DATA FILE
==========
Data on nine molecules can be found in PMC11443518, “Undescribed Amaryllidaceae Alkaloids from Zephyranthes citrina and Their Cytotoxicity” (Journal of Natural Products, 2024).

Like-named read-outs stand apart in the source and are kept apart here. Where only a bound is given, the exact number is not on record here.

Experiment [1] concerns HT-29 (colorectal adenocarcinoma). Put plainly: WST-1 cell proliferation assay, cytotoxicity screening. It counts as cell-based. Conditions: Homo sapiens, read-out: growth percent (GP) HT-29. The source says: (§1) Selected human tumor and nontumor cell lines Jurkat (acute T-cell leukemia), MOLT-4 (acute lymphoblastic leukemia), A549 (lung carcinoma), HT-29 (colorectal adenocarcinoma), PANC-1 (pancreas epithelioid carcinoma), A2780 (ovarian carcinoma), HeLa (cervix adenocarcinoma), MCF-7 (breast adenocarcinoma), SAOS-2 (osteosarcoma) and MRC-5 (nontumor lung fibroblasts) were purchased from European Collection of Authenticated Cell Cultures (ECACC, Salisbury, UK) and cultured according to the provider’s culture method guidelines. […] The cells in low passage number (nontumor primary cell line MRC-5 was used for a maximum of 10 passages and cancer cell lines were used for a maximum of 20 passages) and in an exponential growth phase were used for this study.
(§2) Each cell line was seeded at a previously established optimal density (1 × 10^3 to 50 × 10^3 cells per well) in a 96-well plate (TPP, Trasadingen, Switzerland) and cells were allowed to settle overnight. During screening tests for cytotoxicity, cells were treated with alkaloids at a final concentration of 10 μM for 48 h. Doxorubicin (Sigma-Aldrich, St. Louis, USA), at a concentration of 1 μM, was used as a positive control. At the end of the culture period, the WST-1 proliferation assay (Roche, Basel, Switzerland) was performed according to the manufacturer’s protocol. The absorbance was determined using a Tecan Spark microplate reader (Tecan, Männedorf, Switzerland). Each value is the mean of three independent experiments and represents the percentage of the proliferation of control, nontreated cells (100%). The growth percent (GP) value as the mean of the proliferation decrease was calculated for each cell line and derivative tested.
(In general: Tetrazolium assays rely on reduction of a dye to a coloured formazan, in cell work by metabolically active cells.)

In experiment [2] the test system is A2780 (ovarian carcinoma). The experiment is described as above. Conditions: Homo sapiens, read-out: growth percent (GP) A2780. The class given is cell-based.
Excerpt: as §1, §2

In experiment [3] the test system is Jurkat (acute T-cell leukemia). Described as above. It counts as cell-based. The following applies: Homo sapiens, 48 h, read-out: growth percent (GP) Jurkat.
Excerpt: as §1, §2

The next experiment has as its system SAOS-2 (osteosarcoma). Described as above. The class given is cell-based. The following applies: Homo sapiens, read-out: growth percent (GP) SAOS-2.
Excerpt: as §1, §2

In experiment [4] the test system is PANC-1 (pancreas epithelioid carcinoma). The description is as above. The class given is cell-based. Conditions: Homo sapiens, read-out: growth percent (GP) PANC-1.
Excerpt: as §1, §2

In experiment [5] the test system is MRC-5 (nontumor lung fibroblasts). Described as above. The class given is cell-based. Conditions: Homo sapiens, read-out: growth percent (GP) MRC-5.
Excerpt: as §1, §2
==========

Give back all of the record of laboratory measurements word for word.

Data on nine molecules can be found in PMC11443518, “Undescribed Amaryllidaceae Alkaloids from Zephyranthes citrina and Their Cytotoxicity” (Journal of Natural Products, 2024).

Like-named read-outs stand apart in the source and are kept apart here. Where only a bound is given, the exact number is not on record here.

Experiment [1] concerns HT-29 (colorectal adenocarcinoma). Put plainly: WST-1 cell proliferation assay, cytotoxicity screening. It counts as cell-based. Conditions: Homo sapiens, read-out: growth percent (GP) HT-29. The source says: (§1) Selected human tumor and nontumor cell lines Jurkat (acute T-cell leukemia), MOLT-4 (acute lymphoblastic leukemia), A549 (lung carcinoma), HT-29 (colorectal adenocarcinoma), PANC-1 (pancreas epithelioid carcinoma), A2780 (ovarian carcinoma), HeLa (cervix adenocarcinoma), MCF-7 (breast adenocarcinoma), SAOS-2 (osteosarcoma) and MRC-5 (nontumor lung fibroblasts) were purchased from European Collection of Authenticated Cell Cultures (ECACC, Salisbury, UK) and cultured according to the provider’s culture method guidelines. […] The cells in low passage number (nontumor primary cell line MRC-5 was used for a maximum of 10 passages and cancer cell lines were used for a maximum of 20 passages) and in an exponential growth phase were used for this study.
(§2) Each cell line was seeded at a previously established optimal density (1 × 10^3 to 50 × 10^3 cells per well) in a 96-well plate (TPP, Trasadingen, Switzerland) and cells were allowed to settle overnight. During screening tests for cytotoxicity, cells were treated with alkaloids at a final concentration of 10 μM for 48 h. Doxorubicin (Sigma-Aldrich, St. Louis, USA), at a concentration of 1 μM, was used as a positive control. At the end of the culture period, the WST-1 proliferation assay (Roche, Basel, Switzerland) was performed according to the manufacturer’s protocol. The absorbance was determined using a Tecan Spark microplate reader (Tecan, Männedorf, Switzerland). Each value is the mean of three independent experiments and represents the percentage of the proliferation of control, nontreated cells (100%). The growth percent (GP) value as the mean of the proliferation decrease was calculated for each cell line and derivative tested.
(In general: Tetrazolium assays rely on reduction of a dye to a coloured formazan, in cell work by metabolically active cells.)

In experiment [2] the test system is A2780 (ovarian carcinoma). The experiment is described as above. Conditions: Homo sapiens, read-out: growth percent (GP) A2780. The class given is cell-based.
Excerpt: as §1, §2

In experiment [3] the test system is Jurkat (acute T-cell leukemia). Described as above. It counts as cell-based. The following applies: Homo sapiens, 48 h, read-out: growth percent (GP) Jurkat.
Excerpt: as §1, §2

The next experiment has as its system SAOS-2 (osteosarcoma). Described as above. The class given is cell-based. The following applies: Homo sapiens, read-out: growth percent (GP) SAOS-2.
Excerpt: as §1, §2

In experiment [4] the test system is PANC-1 (pancreas epithelioid carcinoma). The description is as above. The class given is cell-based. Conditions: Homo sapiens, read-out: growth percent (GP) PANC-1.
Excerpt: as §1, §2

In experiment [5] the test system is MRC-5 (nontumor lung fibroblasts). Described as above. The class given is cell-based. Conditions: Homo sapiens, read-out: growth percent (GP) MRC-5.
Excerpt: as §1, §2